NEARLY two-thirds of the population are ignoring the simplest step in reducing their risk of stroke, heart attack or heart failure by not knowing their figures.
This is the finding of a new national survey by Blood Pressure UK which this month marked Know Your Numbers Week 2018.
The charity is now calling for all households to purchase a validated blood pressure monitor, with government subsidies for people on low incomes and those most at risk, saving the NHS over £1billion every year for the 6.5 million people who still remain undiagnosed.
The research found that 26.7 per cent of respondents consider going out with friends and socialising more of a priority than having their blood pressure taken.
What’s more, 14.9 per cent would rather watch TV and a further 10.4 per cent would opt to watch football instead.
Evidently, it appears that high blood pressure, which is apparently one of the most preventable and treatable conditions but remains one of the leading causes of death, is of little concern to the majority.
Of people surveyed 36 per cent are more concerned about other ailments (and the subsequent effects on their health) than knowing their blood pressure numbers, putting themselves at an increased risk of a debilitating stroke and/or heart attack.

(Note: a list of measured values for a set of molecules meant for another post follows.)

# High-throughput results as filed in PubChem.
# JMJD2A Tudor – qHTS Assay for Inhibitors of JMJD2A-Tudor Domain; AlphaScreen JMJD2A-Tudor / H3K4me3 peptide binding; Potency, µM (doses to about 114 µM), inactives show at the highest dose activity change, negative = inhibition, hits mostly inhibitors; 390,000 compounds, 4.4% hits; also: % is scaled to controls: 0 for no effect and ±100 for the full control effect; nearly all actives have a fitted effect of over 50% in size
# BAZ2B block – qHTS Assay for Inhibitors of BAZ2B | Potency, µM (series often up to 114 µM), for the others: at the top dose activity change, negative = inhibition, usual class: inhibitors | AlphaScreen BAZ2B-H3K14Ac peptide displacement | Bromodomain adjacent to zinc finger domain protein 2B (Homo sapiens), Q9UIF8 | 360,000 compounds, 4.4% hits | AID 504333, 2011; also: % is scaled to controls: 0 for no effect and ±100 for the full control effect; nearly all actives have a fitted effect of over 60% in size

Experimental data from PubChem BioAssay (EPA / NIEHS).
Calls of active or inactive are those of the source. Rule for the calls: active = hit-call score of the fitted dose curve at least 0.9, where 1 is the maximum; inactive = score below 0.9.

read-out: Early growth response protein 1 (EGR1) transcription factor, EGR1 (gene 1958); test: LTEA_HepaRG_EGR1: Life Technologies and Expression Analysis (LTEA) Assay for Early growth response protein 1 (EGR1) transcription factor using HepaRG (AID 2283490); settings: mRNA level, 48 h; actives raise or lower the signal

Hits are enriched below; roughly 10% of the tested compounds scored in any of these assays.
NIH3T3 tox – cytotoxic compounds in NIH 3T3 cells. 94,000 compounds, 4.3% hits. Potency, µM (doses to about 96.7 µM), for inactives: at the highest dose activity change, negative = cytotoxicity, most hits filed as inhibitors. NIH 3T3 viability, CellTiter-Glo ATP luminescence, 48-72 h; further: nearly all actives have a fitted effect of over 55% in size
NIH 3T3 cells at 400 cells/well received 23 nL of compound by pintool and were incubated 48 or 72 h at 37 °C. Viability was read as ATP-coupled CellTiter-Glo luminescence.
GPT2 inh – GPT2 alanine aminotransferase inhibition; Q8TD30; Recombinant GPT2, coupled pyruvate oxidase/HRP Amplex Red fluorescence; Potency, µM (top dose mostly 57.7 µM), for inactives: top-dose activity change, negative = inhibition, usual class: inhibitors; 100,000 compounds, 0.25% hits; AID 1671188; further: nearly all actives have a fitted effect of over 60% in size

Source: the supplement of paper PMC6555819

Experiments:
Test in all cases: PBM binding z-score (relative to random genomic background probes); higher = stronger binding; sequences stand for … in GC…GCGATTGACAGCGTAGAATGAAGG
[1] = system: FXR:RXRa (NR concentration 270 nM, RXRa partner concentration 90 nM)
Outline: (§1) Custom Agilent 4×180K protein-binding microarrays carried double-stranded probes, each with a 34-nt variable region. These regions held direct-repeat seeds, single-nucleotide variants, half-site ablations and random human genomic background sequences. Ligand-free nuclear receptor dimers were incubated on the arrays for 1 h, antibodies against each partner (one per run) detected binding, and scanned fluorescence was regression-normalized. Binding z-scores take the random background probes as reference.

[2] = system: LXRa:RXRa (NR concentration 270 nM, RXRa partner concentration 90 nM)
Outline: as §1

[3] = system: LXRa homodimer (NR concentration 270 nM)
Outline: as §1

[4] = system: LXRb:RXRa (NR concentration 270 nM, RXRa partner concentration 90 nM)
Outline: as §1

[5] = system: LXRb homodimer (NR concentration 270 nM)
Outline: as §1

When it comes to knowing your blood pressure numbers, 63.7 per cent of people do not know theirs, with 16.2 per cent thinking a healthy blood pressure reading is 130/80mmHg which implies pre-high blood pressure, compared to an ideal blood pressure reading of 120/80mmHg.
Of the 33.7 per cent of people who own a blood pressure monitor, 41.7 per cent still go to their GP more than once a year to be tested, with 26.2 per cent believing they will receive a more accurate reading.
Meanwhile of the 66.3 per cent of people who do not own a blood pressure monitor, just over a quarter say they don’t feel the need to test their blood pressure at all. And 16.6 per cent claim they only trust their GP’s to test them.
Almost a third of people think those aged 40 plus should start to worry about their blood pressure, only 19.3 per cent believe those in their 30s should worry.
With unhealthy lifestyles and poor diet contributing to more young people in their 30s, 40s and 50s being diagnosed with hypertension, around 1 in 3 people in the UK are now living with high blood pressure.
Key risk factors for developing high blood pressure are eating too much salt, not enough fruit and vegetables, being overweight and not taking enough exercise.